The debtors in Venoco oversaw drilling operations. Due to environmental concerns, some of these facilities were abandoned. The California Land Commission later exercised control over the drilling facilities in question. Following the confirmation of a Chapter 11 plan, a trustee initiated legal action against the Commission and the State of California for inverse condemnation requesting compensation for the condemnation of the facility. The state of California moved to dismiss the case based on sovereign immunity. The bankruptcy court denied the case, and the district court affirmed this decision.
The Third Circuit noted in Venoco noted the existence of three categories:
- When exclusive jurisdiction is asserted over an estate’s property
- When assets are fairly divided among creditors, and
- When debts are discharged so debtors can pursue new beginnings
The framework allows courts to evaluate whether a particular issue lies outside the bounds of sovereign immunity. The issue of jurisdiction addresses legal proceedings that impact the property of the party pursuing bankruptcy, whether it be an organization or an individual.
Applying this framework, courts have determined that states are without sovereign immunity in matters like contract disputes and turnovers. The issue of equitable distribution involves cases that impact on how assets are divided among creditors. Courts have determined that automatic stay violations disrupt this function. For the third category, courts have found states must adhere to the terms of bankruptcy discharges, regardless of whether they are engaged in the case.
In the Venoco case, the Third Circuit determined two of these three functions were triggered. First, the case concerned assets belonging to an estate in the form of the rigging facility. Even though the trustee pursued a money judgment for the facility’s value, the judgment’s form is not controlling, and instead, the substance is what is critical. Second, the court found the case also triggered elements of the division of debtor property. The federal court cited earlier documentation in the case where it was articulated that the rigging facility was valuable. The court additionally commented that the state had filed a claim in the case and that the state was allowed to recover on the claim while avoiding scrutiny for its actions involving the estate, the state would better its position and impact equitable distribution.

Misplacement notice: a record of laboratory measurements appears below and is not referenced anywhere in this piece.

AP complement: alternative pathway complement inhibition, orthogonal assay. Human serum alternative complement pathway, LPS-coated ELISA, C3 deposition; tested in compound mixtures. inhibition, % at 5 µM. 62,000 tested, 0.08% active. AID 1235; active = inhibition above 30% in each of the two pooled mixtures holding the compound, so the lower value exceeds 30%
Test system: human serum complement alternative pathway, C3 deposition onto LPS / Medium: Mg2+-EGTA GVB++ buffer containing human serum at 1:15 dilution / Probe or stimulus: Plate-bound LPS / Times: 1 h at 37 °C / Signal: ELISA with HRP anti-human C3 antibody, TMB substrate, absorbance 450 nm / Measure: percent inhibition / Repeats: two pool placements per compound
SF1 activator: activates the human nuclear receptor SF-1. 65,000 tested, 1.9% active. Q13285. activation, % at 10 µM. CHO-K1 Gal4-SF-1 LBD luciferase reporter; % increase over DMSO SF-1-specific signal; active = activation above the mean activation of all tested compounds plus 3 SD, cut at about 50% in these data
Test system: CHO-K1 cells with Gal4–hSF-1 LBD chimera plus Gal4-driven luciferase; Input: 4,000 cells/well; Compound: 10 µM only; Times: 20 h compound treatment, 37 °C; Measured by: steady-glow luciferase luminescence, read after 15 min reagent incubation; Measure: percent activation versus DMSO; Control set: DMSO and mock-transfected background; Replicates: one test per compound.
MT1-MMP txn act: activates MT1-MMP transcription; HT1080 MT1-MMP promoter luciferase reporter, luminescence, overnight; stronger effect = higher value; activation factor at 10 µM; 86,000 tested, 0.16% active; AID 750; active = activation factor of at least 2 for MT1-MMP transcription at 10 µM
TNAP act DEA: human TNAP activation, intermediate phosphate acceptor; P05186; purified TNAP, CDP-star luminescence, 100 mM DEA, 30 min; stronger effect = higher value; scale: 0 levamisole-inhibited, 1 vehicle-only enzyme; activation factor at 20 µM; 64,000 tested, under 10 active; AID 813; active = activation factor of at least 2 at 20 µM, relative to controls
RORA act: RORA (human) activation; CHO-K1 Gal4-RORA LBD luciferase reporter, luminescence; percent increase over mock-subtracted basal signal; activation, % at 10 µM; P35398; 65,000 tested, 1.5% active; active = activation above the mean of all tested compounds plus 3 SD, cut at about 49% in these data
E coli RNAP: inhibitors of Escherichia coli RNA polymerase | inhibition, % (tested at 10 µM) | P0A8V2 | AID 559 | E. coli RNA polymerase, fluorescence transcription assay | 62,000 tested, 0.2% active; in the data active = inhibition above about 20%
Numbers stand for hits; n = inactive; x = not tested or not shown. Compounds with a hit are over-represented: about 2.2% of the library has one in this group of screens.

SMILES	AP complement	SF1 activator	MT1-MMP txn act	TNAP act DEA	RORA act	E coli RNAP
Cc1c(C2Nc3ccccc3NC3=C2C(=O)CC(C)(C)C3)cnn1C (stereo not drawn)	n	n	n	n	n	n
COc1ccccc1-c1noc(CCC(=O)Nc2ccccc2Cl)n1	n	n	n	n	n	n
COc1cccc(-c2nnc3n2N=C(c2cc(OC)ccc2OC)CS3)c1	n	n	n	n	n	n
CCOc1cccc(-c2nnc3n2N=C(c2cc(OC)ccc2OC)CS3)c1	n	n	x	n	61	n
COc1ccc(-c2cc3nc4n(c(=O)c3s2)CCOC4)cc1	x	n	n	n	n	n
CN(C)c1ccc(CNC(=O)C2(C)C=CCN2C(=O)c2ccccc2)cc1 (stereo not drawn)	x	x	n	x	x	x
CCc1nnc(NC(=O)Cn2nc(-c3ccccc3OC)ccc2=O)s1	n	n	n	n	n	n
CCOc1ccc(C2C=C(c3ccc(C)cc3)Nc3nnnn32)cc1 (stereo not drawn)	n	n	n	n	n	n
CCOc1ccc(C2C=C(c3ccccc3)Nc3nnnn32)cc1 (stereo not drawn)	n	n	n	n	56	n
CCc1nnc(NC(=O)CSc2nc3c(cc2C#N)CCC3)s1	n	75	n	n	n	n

The court declined to find validity in the state of California’s claim that the court’s exercise of jurisdiction was terminated on the effective date of the debtor’s reorganization plan because the relevant property was no longer the estate’s property. The court determined that the lower court’s jurisdiction was not terminated on the reorganization’s plan effective date because the trust continued to exist and was established to make the division of property among the involved debtors easier.
The state also attempted to argue that sovereign immunity existed under the California constitution. The federal court also denied this claim because the state had not raised this argument in lower court and therefore waived it.
The third circuit also determined that the state was not immune from suit. Instead, the issue in question resolved around forum selection rather than sovereign immunity.
Speak with a Knowledgeable California Bankruptcy Attorney